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Mike Nichols - SonOfNun Technology If I were the captain on a big steamboat...
This isn't exactly a "gotcha" since it just has to do with writing mappings correctly and thoughfully. But if you are like me, you use CodeSnippets in VisualStudio 2005 to create all your mappings...the carpal tunnel looming upon me after hand coding a million mapping files (zzzz) forced me into working smarter with Snippets. Anyways, here was my situation. Minor, but took about 15 minutes to debug. Say two classes, class A and Class B, require a many-to-many relationship with each other. Within Nhibernate, one of the classes needs to be in charge of maintaining the relationship. What this means is just that a decision needs to be made on which class Adds/Removes instances from the collection to persist the relationship correctly. On my project, I am using NHibernate.Generics. I decide that Class A should maintain the relationship so in my Class A constructor I have:
_classBs = new EntityList( delegate(ClassB r) { r.ClassAs.Add(this); }, delegate(ClassB r) { r.ClassAs.Add(this); },InitializeOnLazy.Always,OnDuplicate.DoNotAdd);

Now, in my ClassB constructor I have this:
_classAs= new EntityList( delegate(ClassA t) { t.ClassBs.Add(this); }, delegate(ClassA t) { t.ClassBs.Add(this); });
Then, in my Class A mapping I have this:
<bag name="ClassBs" access="NHibernate.Generics.GenericAccessor, NHibernate.Generics" lazy="false" cascade="all" table="ClassB_ClassA" inverse="true"> <key column="ClassAId"/> <many-to-many class="ClassB" column="ClassBId"/> </bag>
Then in my Class B mapping I have:
<bag name="ClassAs" access="NHibernate.Generics.GenericAccessor, NHibernate.Generics" lazy="false" table="ClassB_ClassA" cascade="none"> <key column="ClassBId"/> <many-to-many class="ClassA" column="ClassAId"/> </bag>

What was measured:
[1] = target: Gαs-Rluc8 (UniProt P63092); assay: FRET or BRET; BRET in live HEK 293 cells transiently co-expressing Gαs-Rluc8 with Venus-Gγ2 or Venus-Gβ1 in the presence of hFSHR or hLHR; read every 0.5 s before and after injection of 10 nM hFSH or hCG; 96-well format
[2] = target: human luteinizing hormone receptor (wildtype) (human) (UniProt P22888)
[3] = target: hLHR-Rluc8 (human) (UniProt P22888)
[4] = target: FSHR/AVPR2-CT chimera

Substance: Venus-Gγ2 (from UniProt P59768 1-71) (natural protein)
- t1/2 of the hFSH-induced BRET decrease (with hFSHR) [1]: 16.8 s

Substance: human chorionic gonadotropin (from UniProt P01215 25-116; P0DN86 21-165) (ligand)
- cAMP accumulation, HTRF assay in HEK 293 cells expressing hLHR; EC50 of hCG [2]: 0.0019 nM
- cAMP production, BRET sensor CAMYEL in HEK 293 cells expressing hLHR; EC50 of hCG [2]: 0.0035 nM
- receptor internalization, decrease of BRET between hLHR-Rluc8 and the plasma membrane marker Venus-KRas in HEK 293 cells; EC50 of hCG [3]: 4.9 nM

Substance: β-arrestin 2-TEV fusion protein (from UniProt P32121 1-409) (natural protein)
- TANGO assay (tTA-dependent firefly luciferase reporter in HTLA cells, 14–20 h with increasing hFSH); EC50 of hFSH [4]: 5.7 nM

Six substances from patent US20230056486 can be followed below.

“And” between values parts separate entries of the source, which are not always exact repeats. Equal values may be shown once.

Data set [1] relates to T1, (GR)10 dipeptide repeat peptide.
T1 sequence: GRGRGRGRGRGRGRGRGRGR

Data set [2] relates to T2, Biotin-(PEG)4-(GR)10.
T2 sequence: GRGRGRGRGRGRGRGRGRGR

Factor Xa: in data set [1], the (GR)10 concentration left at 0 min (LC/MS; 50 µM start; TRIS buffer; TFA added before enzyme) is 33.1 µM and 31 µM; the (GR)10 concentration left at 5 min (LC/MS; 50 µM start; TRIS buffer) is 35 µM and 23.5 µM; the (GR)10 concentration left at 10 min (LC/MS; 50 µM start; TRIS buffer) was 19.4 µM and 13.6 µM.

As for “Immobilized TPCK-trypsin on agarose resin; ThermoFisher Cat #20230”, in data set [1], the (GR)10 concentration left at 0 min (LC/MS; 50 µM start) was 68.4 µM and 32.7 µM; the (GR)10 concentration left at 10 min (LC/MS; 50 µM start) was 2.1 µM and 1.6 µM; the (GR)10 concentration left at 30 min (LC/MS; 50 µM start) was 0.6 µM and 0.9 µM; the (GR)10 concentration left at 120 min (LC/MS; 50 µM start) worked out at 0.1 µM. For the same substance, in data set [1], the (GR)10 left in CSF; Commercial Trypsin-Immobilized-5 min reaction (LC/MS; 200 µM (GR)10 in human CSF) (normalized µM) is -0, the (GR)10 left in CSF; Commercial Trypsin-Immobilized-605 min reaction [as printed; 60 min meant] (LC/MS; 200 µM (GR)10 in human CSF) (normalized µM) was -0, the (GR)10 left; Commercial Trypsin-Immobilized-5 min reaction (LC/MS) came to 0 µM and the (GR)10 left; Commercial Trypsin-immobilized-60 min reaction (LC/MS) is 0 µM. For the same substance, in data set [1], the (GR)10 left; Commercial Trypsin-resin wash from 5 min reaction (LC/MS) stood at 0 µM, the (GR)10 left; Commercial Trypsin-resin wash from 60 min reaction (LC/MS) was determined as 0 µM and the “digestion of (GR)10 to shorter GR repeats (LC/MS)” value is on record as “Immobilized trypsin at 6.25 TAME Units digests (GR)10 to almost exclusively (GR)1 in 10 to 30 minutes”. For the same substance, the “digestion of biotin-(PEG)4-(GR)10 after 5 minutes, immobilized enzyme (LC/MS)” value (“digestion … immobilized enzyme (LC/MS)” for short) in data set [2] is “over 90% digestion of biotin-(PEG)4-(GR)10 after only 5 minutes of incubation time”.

In my case, I had forgotten to put the "inverse=true" attribute for the collection of ClassBs in ClassA. This is because I use snippets and more often I am doing one-to-many collections where the "one" maintains the relationship and so I wouldn't have "inverse-true" expressed on the many-side. This was resulting in duplicate records in my join-table (ClassB_ClassA) because NHibernate wasn't sure WHO was maintaining the relationship...that's what the little "inverse" flag helps establish. Posted on Thursday, June 8, 2006 8:42 AM O/R Mappers | Back to top


Comments on this post: NHibernate Gotchas - Many-to-many duplicate records

# re: NHibernate Gotchas - Many-to-many duplicate records
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Thanks, helpful.
Left by Marvel on Sep 03, 2007 5:34 AM

# re: NHibernate Gotchas - Many-to-many duplicate records
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You saved my day. This duplicate records problem drove me mad for a few hours. I went through so many posts and finally bumped into yours. I'll remember the inverse="true". Thanks a lot
Left by Rishabh on Apr 21, 2009 11:13 PM

# re: NHibernate Gotchas - Many-to-many duplicate records
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hi I have 3 tables aspnet_Roles, Permissions and a link table RolePermissions, I have existing data in aspnet_Roles and Permissions table, i wanne add related data to the link table to add a permission to a role, is it possible for me to do it through aspnet_roles mapping?
I tried and it's trying to write to the asp_roles table instead of RolePermission.
e.g

public class aspnet_RolesMapper : ClassMap<aspnet_Roles>
{
public aspnet_RolesMapper()
{
WithTable("aspnet_Roles");
Id(x => x.RoleId).GeneratedBy.Guid();
Map(x => x.RoleName);
Map(x => x.LoweredRoleName);
Map(x => x.Description);
References<aspnet_Application>(x => x.ApplicationId, "ApplicationId");
HasManyToMany<Permission>(x => x.RolePermission)
.WithTableName("RolePermissions")
.WithParentKeyColumn("RoleId")
.WithChildKeyColumn("PermissionID")
.Cascade.All()
.Inverse()
;
}
}
Left by Mardy on Jun 11, 2009 6:04 AM

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